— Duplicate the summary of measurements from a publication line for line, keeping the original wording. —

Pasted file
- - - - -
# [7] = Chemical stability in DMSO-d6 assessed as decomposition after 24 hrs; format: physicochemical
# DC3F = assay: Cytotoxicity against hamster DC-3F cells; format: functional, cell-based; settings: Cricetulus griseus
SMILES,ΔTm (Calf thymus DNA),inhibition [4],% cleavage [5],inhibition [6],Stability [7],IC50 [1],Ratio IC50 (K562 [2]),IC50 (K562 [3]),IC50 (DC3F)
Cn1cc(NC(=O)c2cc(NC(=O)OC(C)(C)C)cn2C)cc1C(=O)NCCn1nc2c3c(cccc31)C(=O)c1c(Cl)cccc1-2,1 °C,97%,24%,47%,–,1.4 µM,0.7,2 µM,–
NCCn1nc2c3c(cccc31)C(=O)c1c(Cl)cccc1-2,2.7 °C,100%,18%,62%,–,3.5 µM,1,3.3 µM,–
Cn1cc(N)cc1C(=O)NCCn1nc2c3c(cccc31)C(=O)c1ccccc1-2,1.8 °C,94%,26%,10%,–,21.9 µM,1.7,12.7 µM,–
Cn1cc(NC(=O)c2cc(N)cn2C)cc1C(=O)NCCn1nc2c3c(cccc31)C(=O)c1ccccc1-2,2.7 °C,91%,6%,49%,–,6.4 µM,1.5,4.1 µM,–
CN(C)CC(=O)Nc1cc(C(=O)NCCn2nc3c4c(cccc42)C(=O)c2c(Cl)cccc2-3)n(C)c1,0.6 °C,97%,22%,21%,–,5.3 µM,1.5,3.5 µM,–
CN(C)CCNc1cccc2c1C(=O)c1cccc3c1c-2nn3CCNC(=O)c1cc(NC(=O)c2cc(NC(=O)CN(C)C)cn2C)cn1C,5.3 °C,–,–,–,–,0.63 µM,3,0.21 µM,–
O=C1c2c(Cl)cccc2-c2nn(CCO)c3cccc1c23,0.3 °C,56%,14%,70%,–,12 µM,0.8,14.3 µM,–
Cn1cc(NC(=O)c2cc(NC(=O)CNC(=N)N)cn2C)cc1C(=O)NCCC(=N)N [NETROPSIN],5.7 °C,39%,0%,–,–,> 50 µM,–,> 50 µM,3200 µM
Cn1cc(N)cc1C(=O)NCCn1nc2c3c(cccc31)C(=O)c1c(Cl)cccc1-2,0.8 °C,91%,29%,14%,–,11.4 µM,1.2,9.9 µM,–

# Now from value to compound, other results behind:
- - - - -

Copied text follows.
# [7] = Chemical stability in DMSO-d6 assessed as decomposition after 24 hrs; format: physicochemical
# DC3F = assay: Cytotoxicity against hamster DC-3F cells; format: functional, cell-based; settings: Cricetulus griseus
SMILES,ΔTm (Calf thymus DNA),inhibition [4],% cleavage [5],inhibition [6],Stability [7],IC50 [1],Ratio IC50 (K562 [2]),IC50 (K562 [3]),IC50 (DC3F)
Cn1cc(NC(=O)c2cc(NC(=O)OC(C)(C)C)cn2C)cc1C(=O)NCCn1nc2c3c(cccc31)C(=O)c1c(Cl)cccc1-2,1 °C,97%,24%,47%,–,1.4 µM,0.7,2 µM,–
NCCn1nc2c3c(cccc31)C(=O)c1c(Cl)cccc1-2,2.7 °C,100%,18%,62%,–,3.5 µM,1,3.3 µM,–
Cn1cc(N)cc1C(=O)NCCn1nc2c3c(cccc31)C(=O)c1ccccc1-2,1.8 °C,94%,26%,10%,–,21.9 µM,1.7,12.7 µM,–
Cn1cc(NC(=O)c2cc(N)cn2C)cc1C(=O)NCCn1nc2c3c(cccc31)C(=O)c1ccccc1-2,2.7 °C,91%,6%,49%,–,6.4 µM,1.5,4.1 µM,–
CN(C)CC(=O)Nc1cc(C(=O)NCCn2nc3c4c(cccc42)C(=O)c2c(Cl)cccc2-3)n(C)c1,0.6 °C,97%,22%,21%,–,5.3 µM,1.5,3.5 µM,–
CN(C)CCNc1cccc2c1C(=O)c1cccc3c1c-2nn3CCNC(=O)c1cc(NC(=O)c2cc(NC(=O)CN(C)C)cn2C)cn1C,5.3 °C,–,–,–,–,0.63 µM,3,0.21 µM,–
O=C1c2c(Cl)cccc2-c2nn(CCO)c3cccc1c23,0.3 °C,56%,14%,70%,–,12 µM,0.8,14.3 µM,–
Cn1cc(NC(=O)c2cc(NC(=O)CNC(=N)N)cn2C)cc1C(=O)NCCC(=N)N [NETROPSIN],5.7 °C,39%,0%,–,–,> 50 µM,–,> 50 µM,3200 µM
Cn1cc(N)cc1C(=O)NCCn1nc2c3c(cccc31)C(=O)c1c(Cl)cccc1-2,0.8 °C,91%,29%,14%,–,11.4 µM,1.2,9.9 µM,–

# Now from value to compound, other results behind: